Twelve-year-old Lincoln Baker is a creative and impulsive prankster. But when his latest stunt leaves him expelled from school and his parents facing a million-dollar lawsuit, Linc realizes he’s probably gone too far. Then two government agents appear at his doorstep and make him an offer he can’t refuse: complete a quick, covert mission and all his troubles will be erased. Everyone has a “twin” someplace in this world, and Linc’s twin is teen super-spy Benjamin Green. And Benjamin Green is missing. Disappeared. Off-the-grid.
Double Vision, the first book in a trilogy by F.T. Bradley, sends Linc to Paris for a quick meeting with nefarious characters. These bad guys have kidnapped a Frenchman who knows the location of a secret stash of Leonardo da Vinci paintings. Among those paintings is the “evil Mona Lisa,” a painting that incites violence among those who see it. (Naturally, this painting has been stored in a secret location for the last 500 years.) The bad guys want to sell the lost da Vincis and use the evil Mona Lisa to rule the world.
Linc’s task is simple – impersonate Benjamin Green at a meeting with the bad guys. But of course, nothing goes as planned and Linc finds himself involved in international espionage. Accompanied by the daughter of the kidnapped man, Linc tries to stay one step ahead of the bad guys and Green himself, who has reappeared with his own motives.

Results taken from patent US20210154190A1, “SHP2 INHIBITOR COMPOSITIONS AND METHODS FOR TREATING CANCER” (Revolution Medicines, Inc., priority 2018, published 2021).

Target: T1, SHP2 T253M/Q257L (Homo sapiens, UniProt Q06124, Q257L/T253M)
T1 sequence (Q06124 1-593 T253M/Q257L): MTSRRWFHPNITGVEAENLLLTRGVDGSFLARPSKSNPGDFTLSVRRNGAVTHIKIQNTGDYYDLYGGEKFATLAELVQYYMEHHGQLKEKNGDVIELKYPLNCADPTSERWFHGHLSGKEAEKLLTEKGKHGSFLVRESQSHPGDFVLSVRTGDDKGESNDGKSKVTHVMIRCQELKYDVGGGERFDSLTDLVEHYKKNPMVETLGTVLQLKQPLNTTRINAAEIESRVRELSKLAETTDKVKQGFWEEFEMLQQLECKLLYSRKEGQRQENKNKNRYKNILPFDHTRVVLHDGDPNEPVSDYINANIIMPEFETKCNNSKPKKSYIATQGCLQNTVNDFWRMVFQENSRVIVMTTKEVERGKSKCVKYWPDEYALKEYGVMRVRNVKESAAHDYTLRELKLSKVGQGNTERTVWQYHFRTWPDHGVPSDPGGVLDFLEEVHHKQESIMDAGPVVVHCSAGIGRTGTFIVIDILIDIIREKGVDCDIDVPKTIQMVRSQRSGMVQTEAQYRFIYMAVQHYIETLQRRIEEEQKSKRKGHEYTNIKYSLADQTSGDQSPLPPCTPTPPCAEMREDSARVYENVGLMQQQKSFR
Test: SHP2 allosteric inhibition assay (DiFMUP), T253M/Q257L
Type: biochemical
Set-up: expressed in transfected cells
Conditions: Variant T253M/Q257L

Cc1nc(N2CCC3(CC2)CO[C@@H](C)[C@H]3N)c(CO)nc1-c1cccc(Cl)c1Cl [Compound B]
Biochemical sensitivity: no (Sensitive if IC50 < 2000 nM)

Great concept. Mediocre execution. Pandora, the government spy agency seems disorganized and inept. When Linc’s first mission falls apart, Pandora wants to send him back home to save money (huh?) The clues left by the kidnapped man require a lot of luck to find and follow. The “evil Mona Lisa” concept is mentioned once or twice, but never developed. More than once, the bad guys have the chance to kill Linc, but they just don’t. And despite the physical similarities, almost nobody believes that Linc is Benjamin Green.
Probably the most disappointing aspect of the book for me is the character of teen spy Benjamin Green. He is pompous and boorish. No one in the book likes him, and I can’t imagine readers liking him either. A partnership between the disciplined Benjamin and the impulsive Linc – with each character complimenting and learning from the other – would make this an entertaining “buddy” story. Instead, Benjamin comes off just a little more likeable than the villains, refusing to even acknowledge Linc. As a reader, I kept waiting for Benjamin to wink at Linc, letting him know it’s all just part of the superspy act. But he doesn’t, and it’s not.
The tween spy novel genre is probably tremendously difficult to write, and I applaud Bradley for her efforts. Part of the challenge would be to create dangerous situations without moving the tone of the book into young-adult territory. Double Vision certainly creates these situations for Lincoln Baker. But the haphazard plot, undeveloped elements, and dearth of likeable characters makes this book ultimately unsatisfying.